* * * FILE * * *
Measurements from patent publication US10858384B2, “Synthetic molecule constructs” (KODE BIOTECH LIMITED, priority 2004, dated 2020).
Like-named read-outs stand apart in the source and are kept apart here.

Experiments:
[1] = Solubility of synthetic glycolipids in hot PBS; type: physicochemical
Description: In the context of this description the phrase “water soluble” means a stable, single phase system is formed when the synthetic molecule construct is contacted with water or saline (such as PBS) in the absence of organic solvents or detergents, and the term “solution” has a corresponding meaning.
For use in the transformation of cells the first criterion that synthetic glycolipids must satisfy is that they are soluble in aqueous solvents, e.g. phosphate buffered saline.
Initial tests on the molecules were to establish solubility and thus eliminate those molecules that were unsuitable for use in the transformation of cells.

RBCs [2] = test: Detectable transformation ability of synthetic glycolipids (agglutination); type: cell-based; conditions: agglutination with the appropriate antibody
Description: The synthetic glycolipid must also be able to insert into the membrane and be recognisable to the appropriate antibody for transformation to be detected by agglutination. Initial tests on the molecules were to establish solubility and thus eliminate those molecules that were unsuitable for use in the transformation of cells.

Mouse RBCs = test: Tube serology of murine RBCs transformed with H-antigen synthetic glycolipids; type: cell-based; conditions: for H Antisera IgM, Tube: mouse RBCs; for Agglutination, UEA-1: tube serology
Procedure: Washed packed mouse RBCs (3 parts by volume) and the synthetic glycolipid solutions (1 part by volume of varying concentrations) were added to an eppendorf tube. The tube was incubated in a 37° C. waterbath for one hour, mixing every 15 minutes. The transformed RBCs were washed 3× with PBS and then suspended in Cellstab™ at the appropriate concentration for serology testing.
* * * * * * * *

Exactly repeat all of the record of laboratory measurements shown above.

Measurements from patent publication US10858384B2, “Synthetic molecule constructs” (KODE BIOTECH LIMITED, priority 2004, dated 2020).
Like-named read-outs stand apart in the source and are kept apart here.

Experiments:
[1] = Solubility of synthetic glycolipids in hot PBS; type: physicochemical
Description: In the context of this description the phrase “water soluble” means a stable, single phase system is formed when the synthetic molecule construct is contacted with water or saline (such as PBS) in the absence of organic solvents or detergents, and the term “solution” has a corresponding meaning.
For use in the transformation of cells the first criterion that synthetic glycolipids must satisfy is that they are soluble in aqueous solvents, e.g. phosphate buffered saline.
Initial tests on the molecules were to establish solubility and thus eliminate those molecules that were unsuitable for use in the transformation of cells.

RBCs [2] = test: Detectable transformation ability of synthetic glycolipids (agglutination); type: cell-based; conditions: agglutination with the appropriate antibody
Description: The synthetic glycolipid must also be able to insert into the membrane and be recognisable to the appropriate antibody for transformation to be detected by agglutination. Initial tests on the molecules were to establish solubility and thus eliminate those molecules that were unsuitable for use in the transformation of cells.

Mouse RBCs = test: Tube serology of murine RBCs transformed with H-antigen synthetic glycolipids; type: cell-based; conditions: for H Antisera IgM, Tube: mouse RBCs; for Agglutination, UEA-1: tube serology
Procedure: Washed packed mouse RBCs (3 parts by volume) and the synthetic glycolipid solutions (1 part by volume of varying concentrations) were added to an eppendorf tube. The tube was incubated in a 37° C. waterbath for one hour, mixing every 15 minutes. The transformed RBCs were washed 3× with PBS and then suspended in Cellstab™ at the appropriate concentration for serology testing.